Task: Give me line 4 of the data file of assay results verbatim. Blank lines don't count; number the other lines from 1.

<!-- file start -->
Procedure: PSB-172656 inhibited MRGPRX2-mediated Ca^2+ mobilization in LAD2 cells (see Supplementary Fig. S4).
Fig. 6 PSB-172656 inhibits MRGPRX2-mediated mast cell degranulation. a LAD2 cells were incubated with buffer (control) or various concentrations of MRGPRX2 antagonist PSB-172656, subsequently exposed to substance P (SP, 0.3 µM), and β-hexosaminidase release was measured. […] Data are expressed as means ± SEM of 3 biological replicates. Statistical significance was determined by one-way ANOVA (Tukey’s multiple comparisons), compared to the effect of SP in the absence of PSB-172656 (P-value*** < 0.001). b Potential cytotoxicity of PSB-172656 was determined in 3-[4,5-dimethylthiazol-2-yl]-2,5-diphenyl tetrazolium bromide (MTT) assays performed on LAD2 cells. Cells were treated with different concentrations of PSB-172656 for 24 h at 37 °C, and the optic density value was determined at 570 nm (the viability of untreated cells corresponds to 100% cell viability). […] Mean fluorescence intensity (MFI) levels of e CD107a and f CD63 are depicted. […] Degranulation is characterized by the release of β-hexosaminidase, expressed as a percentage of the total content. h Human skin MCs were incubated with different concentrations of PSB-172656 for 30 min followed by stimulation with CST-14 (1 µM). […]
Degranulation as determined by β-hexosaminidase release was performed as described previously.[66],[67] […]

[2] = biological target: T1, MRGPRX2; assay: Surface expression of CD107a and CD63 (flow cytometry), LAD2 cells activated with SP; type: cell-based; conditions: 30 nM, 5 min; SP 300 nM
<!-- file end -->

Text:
[2] = biological target: T1, MRGPRX2; assay: Surface expression of CD107a and CD63 (flow cytometry), LAD2 cells activated with SP; type: cell-based; conditions: 30 nM, 5 min; SP 300 nM